That's the scenario for a possible United States-led military strike against Iran's nuclear program described in "Iran: Consequences of a War," a newly released report by British conflict researcher Paul Rogers commissioned by the Oxford Research Group think tank. "A diplomatic solution to the profound differences between Washington and Tehran is still possible, but is becoming less likely," Rogers states in the report's introduction. Rogers's seeming resignation is telling: Oxford Research Group's mission is to provide violence-free prescriptions for conflict resolution, and Rogers is by no means a hawk.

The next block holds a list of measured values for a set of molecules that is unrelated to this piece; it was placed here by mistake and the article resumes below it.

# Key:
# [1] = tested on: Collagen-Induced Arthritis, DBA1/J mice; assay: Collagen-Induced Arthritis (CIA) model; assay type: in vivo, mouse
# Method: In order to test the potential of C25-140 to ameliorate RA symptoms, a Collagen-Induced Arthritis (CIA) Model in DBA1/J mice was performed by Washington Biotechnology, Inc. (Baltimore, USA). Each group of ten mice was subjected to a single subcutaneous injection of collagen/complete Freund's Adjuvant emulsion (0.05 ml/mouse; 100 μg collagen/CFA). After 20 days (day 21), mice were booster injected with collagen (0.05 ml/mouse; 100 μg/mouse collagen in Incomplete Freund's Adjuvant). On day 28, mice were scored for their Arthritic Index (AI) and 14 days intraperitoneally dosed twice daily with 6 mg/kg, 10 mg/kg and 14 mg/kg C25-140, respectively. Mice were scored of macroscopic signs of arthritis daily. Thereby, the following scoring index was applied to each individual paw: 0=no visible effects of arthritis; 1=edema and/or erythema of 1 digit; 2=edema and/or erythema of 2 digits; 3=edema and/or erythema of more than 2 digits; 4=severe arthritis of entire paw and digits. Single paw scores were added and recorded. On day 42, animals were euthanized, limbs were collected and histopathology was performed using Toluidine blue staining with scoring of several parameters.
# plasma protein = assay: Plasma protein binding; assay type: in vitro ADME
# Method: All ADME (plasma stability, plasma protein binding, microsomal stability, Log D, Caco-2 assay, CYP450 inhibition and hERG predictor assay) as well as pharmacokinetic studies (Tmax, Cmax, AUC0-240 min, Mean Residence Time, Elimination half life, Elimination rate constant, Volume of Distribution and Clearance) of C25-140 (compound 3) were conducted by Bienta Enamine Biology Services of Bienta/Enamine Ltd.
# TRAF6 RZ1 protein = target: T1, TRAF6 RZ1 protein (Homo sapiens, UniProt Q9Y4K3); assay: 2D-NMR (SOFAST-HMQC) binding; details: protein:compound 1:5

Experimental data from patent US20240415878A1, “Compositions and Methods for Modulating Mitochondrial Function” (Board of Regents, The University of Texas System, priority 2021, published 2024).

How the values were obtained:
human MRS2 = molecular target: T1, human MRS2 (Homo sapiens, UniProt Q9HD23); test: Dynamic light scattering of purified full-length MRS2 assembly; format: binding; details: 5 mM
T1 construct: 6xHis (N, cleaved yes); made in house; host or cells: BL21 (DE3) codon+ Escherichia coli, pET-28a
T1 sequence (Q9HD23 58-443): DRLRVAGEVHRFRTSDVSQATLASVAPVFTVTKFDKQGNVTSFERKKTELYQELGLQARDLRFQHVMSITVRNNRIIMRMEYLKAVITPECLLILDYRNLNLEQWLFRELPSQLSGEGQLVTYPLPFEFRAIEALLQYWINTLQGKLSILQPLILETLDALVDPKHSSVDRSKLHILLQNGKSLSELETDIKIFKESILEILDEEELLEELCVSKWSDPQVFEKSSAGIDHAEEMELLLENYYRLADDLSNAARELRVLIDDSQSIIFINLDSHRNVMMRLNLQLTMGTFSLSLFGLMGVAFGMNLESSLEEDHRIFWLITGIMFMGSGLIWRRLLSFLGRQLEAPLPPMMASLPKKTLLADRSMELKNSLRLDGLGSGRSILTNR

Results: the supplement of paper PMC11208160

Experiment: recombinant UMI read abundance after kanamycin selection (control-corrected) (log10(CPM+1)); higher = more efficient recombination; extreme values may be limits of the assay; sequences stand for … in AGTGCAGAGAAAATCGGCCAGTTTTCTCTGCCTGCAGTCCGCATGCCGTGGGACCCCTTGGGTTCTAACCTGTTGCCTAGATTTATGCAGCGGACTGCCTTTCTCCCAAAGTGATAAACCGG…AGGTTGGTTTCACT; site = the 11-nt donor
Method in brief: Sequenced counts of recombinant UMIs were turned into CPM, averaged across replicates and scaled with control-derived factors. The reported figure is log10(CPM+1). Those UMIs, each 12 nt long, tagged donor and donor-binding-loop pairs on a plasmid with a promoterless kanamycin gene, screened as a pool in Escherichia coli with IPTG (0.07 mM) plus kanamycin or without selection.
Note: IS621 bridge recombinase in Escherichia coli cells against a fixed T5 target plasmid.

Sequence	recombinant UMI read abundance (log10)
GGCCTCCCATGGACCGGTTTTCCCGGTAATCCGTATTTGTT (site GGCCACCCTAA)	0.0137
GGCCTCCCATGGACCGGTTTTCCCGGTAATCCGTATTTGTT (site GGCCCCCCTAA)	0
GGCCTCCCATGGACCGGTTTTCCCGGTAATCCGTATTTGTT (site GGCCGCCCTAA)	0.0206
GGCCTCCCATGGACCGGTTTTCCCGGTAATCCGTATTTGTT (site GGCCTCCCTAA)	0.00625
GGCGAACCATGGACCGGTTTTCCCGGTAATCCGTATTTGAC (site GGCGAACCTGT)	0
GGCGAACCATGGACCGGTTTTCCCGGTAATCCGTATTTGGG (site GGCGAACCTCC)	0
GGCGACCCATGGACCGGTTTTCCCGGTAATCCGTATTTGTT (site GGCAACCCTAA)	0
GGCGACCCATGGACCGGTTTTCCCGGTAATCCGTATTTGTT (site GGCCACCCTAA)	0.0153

According to Rogers, an attack against Iran would further fuel anti-American sentiment in the region--and in the mid-term it could assist extremist groups like al-Qaida. If the US does attack, he predicts it will spark a new wave of suicide bombings. A "protracted and highly unstable conflict" would be "virtually certain," Rogers predicts. "This would lead to further military action against Iran, establishing a highly dangerous cycle of violence." That makes it all the more troubling that the study's author considers the risk of an armed conflict with Iran actually taking place to be extremely high. In his short, stringent analysis of the three main countries involved in the diplomatic conflict--the US, Israel and Iran--he sees little opportunity for a de-escalation.